Project FeederWatch 

With the Cornell Lab of Ornithology and Birds Canada



FeederWatch is a November-April survey of birds that visit backyards, nature centers, community areas, and other locales in North America. You don’t even need a feeder! All you need is an area with plantings, habitat, water or food that attracts birds. The schedule is completely flexible. Count your birds for as long as you like on days of your choosing, then enter your counts online.

FeederWatch scientists analyze your data to draw a picture of winter bird abundance and distribution. Your data shows which bird species visit feeders at thousands of locations across the continent every winter. The data also indicate how many individuals of each species are seen. This information can be used to measure changes in the winter ranges and abundances of bird species over time.

Project FeederWatch Page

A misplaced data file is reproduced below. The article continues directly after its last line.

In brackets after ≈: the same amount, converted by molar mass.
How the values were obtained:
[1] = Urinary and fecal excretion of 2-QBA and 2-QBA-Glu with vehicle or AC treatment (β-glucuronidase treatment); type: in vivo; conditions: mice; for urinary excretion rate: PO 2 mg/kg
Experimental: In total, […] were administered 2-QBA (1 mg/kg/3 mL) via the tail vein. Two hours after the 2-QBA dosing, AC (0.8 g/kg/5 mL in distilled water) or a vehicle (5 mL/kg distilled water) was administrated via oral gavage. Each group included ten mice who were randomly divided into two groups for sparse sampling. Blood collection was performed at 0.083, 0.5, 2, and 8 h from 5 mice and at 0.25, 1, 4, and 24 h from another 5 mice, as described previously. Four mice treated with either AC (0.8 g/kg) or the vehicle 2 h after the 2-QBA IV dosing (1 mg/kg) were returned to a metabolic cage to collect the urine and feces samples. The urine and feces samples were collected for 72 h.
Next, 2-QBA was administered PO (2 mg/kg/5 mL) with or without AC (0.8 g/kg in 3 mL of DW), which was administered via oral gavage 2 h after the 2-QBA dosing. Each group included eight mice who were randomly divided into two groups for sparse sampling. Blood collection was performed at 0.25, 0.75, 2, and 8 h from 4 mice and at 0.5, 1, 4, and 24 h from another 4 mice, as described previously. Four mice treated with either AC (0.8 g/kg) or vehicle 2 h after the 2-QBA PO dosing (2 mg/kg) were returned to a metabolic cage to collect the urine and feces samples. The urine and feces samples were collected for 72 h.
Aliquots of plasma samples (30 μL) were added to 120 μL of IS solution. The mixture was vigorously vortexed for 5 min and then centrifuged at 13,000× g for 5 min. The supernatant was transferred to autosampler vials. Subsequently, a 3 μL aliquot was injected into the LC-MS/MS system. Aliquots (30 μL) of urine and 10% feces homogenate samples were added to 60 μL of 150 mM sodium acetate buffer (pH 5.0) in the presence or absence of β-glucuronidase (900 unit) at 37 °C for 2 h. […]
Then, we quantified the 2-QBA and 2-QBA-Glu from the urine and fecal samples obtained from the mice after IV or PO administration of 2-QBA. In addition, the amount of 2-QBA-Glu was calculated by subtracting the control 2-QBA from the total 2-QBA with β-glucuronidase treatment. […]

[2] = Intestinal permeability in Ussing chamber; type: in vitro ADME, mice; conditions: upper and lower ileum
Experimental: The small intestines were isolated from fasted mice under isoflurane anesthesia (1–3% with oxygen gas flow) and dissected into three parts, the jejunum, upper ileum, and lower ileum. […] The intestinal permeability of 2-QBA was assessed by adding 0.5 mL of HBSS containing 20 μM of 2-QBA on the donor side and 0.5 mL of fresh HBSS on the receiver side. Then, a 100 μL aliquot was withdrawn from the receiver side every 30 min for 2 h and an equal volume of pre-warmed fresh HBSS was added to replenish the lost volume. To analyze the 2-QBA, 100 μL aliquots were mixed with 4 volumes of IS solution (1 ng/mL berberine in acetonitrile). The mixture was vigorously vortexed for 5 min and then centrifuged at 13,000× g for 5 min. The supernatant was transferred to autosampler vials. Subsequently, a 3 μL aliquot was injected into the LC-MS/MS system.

For any questions about participating in this project and receiving service-learning hours, please contact Hayley Johnson by emailing For more detailed information about this project, please visit the Project FeederWatch website linked above.

Sustainability Film Series 

Cooked: Survival by Zip Code

This is the first film in the Green Team's Sustainability Film Series for the 2020-21 academic year! 


Cooked CoverAbout the film: “Chicago suffered the worst heat disaster in U.S history in 1995, when 739 residents—mostly elderly and black—died over the course of one week. As COOKED links the deadly heat wave's devastation back to the underlying manmade disaster of structural racism, it delves deep into one of our nation's biggest growth industries: Disaster Preparedness...But whether it was the heat wave in Chicago or Hurricanes Katrina, Sandy, Harvey, Irma and Maria, all of these disasters share something key: they reveal the ways in which class, race, and zip code predetermine who was living on the edge to start with, who gets hurt the worst, who recovers and bounces back—and who doesn't."